Stephen Harper has gone, but Harperism has not
Stephen Harper’s brand of hard-edged Conservativism promises to have staying power
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In conceding defeat Monday, Stephen Harper boasted that he had left his Conservative party in good shape.
“When the next time comes, this party will offer Canadians a strong and clear alternative based on our Conservative values,” he told cheering supporters.
“And we will offer that alternative as a party that has a solid basis, including in Quebec.”
To some, the Conservative prime minister’s optimism in the face of a stinging electoral defeat might have sounded like braggadocio.
Yet he was right. While Harper himself was repudiated by voters, his brand of hard-edged Conservativism remains very much alive.
Certainly, Harper’s party was trounced. It won only 99 seats in the Commons compared to the Liberals’ 184.
But in terms of the popular vote, the Conservatives dropped only a few points below their majority government position in 2011 — from 39.6 to 31.9 per cent.
What this means is that in most parts of the country, the base is solid.
Not everywhere. The Conservatives were virtually wiped out in Atlantic Canada.
Yet their vote share held firm in Alberta and Saskatchewan.
The Liberals may have swept Toronto and its outer suburbs. But 35 per cent of Ontario voters still cast ballots for the Harper Conservatives.
In British Columbia that figure was 30 per cent.
In Quebec, the Conservatives won marginally more of the popular vote than they had in 2011. As well, they more than doubled their seat share — from 5 to 12.
These are not the hallmarks of a political party at death’s door.
In fact, Harper’s message of low taxes, less government, more prisons, solid support for Israel and solid opposition to Russia, does resonate with many Canadians.
The streak of nativism that runs through the modern Conservative Party, expressed in this campaign by thinly-veiled attack on Muslims, is politically dangerous.
It can and did backfire — particularly among so-called ethnic voters in the 905 region outside Toronto.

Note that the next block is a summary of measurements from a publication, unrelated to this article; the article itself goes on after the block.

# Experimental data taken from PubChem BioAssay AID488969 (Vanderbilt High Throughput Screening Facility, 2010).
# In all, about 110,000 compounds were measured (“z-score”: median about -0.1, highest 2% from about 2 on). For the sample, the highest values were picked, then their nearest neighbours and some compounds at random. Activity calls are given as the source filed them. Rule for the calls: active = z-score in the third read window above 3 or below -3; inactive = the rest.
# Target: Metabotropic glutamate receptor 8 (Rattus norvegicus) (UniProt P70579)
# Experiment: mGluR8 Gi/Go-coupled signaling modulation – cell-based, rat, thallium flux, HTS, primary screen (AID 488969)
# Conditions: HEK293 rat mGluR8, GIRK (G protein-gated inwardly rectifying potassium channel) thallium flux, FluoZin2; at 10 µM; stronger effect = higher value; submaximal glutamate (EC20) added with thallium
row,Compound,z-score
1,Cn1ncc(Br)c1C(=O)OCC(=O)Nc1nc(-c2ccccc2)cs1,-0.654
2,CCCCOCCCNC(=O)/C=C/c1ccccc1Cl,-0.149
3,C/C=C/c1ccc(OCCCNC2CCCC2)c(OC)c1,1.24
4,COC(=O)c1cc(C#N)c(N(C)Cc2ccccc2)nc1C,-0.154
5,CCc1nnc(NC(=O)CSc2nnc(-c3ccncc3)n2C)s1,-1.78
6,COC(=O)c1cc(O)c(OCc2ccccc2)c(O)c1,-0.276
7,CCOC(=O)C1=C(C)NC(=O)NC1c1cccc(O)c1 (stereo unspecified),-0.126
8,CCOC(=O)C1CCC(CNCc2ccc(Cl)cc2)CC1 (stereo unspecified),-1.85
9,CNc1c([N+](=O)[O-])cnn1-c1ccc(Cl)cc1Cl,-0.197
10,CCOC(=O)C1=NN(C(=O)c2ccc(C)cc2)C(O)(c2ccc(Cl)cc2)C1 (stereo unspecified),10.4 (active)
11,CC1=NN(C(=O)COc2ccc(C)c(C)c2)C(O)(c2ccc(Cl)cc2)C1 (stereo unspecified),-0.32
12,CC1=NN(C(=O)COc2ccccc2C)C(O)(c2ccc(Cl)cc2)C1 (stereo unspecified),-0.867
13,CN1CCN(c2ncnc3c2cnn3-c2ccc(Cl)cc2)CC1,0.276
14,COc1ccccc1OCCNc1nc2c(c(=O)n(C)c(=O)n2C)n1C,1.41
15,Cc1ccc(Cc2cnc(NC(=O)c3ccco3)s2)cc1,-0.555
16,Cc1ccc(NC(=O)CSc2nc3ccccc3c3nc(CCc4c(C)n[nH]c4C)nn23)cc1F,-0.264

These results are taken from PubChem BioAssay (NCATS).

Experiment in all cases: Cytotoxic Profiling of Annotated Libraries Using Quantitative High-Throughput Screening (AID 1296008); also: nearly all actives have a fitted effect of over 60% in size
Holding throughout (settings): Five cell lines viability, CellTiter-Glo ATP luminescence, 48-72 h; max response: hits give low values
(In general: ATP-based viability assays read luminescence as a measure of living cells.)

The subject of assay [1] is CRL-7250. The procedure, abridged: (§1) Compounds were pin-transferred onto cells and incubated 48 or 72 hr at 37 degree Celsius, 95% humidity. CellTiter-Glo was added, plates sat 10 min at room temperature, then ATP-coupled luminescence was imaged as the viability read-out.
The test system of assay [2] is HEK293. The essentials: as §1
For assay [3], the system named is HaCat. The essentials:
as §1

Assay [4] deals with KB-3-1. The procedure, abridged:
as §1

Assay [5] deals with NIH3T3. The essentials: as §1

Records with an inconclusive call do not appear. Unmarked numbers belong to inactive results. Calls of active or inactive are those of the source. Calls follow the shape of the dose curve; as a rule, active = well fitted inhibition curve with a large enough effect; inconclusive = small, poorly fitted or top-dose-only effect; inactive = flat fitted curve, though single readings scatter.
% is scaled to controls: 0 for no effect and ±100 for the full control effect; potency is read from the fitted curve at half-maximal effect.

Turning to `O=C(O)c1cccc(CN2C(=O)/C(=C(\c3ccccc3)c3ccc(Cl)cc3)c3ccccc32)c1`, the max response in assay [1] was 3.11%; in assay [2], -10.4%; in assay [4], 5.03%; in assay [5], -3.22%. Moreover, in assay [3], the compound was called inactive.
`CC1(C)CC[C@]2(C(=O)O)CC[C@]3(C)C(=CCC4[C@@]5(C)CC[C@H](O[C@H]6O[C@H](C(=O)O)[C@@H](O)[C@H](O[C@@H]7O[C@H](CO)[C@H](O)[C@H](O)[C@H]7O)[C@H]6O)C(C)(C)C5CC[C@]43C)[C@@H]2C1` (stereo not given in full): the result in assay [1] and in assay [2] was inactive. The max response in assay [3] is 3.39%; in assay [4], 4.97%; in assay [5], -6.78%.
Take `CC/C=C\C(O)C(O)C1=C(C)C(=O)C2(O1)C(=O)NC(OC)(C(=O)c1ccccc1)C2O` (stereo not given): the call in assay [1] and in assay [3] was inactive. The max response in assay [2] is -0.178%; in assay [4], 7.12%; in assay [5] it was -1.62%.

But the essential Harperist credo on the need to take an uncompromising stand against terrorism at home and abroad rings true for many voters.
When outgoing Defence Minister Jason Kenney blamed the Conservatives’ tone rather than their content for Monday’s defeat, he wasn’t entirely wrong.
“We need a conservatism that is sunnier and more optimistic,” he said.
Will the Conservatives go for this strategy of Harperism with a human face?
We shall see over the next few months as the party licks its wounds and prepares to choose a new leader.
But those who ache for the party to return to its old Red Tory roots of Progressive Conservativism may well be disappointed.
In his own terms, Harper was remarkably successful. His cuts to the GST are now accepted by all parties. His cuts to corporate taxes have won the approval of the Liberals and are only partially opposed by the New Democrats.
His strategy of embracing any and all free trade deals has been embraced enthusiastically by Liberal Prime minister-designate Justin Trudeau.
Harper has been criticized for focusing so much attention on extracting and transporting oil from Alberta’s tarsands.
But the Liberals are also in favour of new heavy-oil pipelines. They say only that they will be smarter about getting them approved.
Trudeau has vowed to undo some of Harper’s more egregious legislation, such as his act that would allow dual nationals to be stripped of their Canadian citizenship.
But the Liberals have already approved the gist of Harper’s draconian anti-terror law, promising only to amend some parts of it.
And while they mocked his “barbaric cultural practices” bill, the only substantive aspect of it that they objected to in the Commons was the name.
In short, much of Harper’s agenda seems destined to remain in place. That is a singular accomplishment for the Conservatives.
And the future? The voters may have made a moral judgment about Stephen Harper, the aloof and mean-spirited autocrat. But Harperism — the set of policies that this autocrat championed — is far from dead.
This article originally appeared in The Toronto Star.